Selling a property in this tough market can seem like a challenge. Here are four factors that actually make this a good time to post a For-Sale sign.

  • Sell low and buy low. Because all property values are down, the loss on the property a home owner sells is really only a paper loss because the next property he buys also will be a bargain. If he buys smartly, when prices come back up in a few years, he’ll be in better shape.
  • Down-payment help is widely available. While nothing-down loans have disappeared, it is easy to find down-payment assistance for lower-income and first-time home buyers. Programs vary all over the country, but one good way to find them is to search online for “down-payment assistance programs” and the name of your region.
  • Your uncle has money to share. Besides the $8,000 first-time home buyer tax credit and the $6,500 move-up credit, there are an array of energy tax credits that can make home improvements pay off in cash.
  • Good help is available. Really talented real estate practitioners, contractors, and designers are available and eager for business.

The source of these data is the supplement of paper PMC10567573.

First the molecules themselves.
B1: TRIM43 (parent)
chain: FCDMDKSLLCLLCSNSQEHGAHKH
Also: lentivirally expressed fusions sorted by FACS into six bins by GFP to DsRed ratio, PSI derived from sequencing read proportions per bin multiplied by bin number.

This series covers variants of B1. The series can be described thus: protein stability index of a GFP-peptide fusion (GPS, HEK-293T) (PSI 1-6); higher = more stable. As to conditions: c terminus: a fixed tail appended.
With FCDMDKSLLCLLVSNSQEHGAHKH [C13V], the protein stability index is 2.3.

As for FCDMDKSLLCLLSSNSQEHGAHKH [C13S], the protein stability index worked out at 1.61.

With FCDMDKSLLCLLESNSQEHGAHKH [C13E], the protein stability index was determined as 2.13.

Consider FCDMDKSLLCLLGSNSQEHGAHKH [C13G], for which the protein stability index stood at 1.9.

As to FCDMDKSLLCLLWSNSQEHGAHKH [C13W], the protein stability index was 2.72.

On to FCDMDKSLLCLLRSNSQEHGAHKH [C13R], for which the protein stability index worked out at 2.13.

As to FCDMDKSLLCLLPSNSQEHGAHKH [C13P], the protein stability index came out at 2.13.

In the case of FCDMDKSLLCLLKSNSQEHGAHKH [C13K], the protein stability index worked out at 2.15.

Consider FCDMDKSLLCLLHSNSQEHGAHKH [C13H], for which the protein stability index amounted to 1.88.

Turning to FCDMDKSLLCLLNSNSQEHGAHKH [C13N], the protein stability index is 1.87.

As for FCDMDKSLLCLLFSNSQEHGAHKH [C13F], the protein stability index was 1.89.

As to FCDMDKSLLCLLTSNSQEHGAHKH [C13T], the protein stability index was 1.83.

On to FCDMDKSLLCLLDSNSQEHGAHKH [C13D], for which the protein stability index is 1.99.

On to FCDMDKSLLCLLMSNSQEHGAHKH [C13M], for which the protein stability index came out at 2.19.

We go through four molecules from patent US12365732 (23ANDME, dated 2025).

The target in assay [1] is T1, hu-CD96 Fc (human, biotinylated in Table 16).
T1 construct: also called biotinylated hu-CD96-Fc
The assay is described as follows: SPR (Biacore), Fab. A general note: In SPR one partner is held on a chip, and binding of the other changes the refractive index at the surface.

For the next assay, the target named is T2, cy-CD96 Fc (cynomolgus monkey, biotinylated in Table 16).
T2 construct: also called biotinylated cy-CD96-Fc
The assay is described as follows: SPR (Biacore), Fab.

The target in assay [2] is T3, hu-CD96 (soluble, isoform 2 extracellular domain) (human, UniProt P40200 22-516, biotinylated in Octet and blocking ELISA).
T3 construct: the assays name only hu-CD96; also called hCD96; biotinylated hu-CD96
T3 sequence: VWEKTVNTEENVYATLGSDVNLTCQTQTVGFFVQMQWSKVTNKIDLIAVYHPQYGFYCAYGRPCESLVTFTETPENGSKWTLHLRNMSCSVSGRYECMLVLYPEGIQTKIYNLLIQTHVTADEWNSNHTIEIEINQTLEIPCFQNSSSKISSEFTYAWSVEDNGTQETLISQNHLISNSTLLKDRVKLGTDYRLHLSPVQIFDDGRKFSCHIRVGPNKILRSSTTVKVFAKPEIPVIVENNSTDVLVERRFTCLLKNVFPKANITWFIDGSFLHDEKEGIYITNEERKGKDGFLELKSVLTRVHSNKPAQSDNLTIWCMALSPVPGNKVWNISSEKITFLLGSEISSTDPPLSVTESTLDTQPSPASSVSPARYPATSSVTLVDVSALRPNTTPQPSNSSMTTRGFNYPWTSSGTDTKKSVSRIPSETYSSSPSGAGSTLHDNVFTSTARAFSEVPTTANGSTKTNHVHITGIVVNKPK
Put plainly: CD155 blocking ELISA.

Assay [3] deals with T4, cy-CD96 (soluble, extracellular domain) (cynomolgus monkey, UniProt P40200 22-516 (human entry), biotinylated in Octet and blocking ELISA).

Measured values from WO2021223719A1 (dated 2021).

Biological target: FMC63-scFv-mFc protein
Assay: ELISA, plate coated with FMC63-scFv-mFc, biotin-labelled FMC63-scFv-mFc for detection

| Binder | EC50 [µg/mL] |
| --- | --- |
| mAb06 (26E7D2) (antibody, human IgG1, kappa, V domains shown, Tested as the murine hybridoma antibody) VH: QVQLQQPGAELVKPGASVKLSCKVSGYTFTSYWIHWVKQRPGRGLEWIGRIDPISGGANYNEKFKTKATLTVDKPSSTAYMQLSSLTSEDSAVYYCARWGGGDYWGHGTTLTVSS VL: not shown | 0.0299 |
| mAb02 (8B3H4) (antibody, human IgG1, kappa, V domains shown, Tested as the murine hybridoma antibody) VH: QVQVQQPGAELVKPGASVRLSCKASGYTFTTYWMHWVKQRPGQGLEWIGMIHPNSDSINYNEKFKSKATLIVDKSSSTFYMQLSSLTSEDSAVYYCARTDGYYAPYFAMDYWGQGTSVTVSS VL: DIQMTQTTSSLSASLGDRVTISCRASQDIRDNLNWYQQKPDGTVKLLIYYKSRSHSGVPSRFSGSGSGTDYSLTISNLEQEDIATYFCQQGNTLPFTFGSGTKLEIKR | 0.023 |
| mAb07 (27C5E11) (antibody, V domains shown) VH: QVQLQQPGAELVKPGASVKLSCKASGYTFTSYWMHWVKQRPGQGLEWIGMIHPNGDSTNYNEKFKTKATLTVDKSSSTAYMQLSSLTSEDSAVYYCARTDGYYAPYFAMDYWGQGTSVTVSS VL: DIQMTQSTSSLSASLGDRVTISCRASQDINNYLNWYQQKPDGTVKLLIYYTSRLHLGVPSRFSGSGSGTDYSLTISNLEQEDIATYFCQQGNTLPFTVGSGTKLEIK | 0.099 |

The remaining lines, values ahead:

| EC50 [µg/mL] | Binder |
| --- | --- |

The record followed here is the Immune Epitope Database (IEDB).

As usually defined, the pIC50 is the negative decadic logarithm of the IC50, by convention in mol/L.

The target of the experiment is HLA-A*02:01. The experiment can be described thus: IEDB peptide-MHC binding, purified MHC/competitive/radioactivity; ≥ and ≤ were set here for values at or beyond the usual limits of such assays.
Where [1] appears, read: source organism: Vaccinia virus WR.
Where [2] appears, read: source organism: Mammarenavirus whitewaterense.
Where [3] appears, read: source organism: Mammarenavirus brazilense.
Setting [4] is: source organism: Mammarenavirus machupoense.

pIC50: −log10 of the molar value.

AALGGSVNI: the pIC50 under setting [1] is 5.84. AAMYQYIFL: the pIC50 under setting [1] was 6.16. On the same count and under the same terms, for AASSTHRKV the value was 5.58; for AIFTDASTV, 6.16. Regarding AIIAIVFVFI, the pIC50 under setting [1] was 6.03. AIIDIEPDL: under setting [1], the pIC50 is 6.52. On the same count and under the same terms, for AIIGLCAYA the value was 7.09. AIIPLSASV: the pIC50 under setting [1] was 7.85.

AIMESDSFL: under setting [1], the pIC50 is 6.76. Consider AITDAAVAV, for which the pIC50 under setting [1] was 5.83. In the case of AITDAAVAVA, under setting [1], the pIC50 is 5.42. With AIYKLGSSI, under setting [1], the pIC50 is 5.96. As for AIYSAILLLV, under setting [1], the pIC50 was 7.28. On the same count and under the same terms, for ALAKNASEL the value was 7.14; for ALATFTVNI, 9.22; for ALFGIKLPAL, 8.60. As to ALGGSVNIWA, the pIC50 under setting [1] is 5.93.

Source: McClatchy Tribune, Kate Forgach (02/07/2010)
Posted by: Rolando Trentini AT 08:00 am   |  Permalink   |  0 Comments  |  Email
Tuesday, February 02 2010

— In addition to Tri-State residents donating more than $100,000, area businesses are giving however they can to Haiti earthquake relief efforts.

"There have been a number of businesses that have stepped up," said Greg Waite of the American Red Cross for Southwestern Indiana.

Within days of the earthquake, Mead Johnson Nutrition shipped $100,000 worth of baby formula to Haiti. The company, whose corporate offices are in Evansville, also has operations in the Dominican Republic.

"Having a neighboring business was so beneficial because we were able to act so quickly," said Susan Wedeking, a spokeswoman for Mead Johnson. "We will provide additional assistance as we can. Each disaster is different, but oftentimes we are able to provide help."

The company is also one of several in the area that is matching their employees' donations to relief efforts.

Other companies doing so include Vectren, Duke Energy, Toyota and several banks.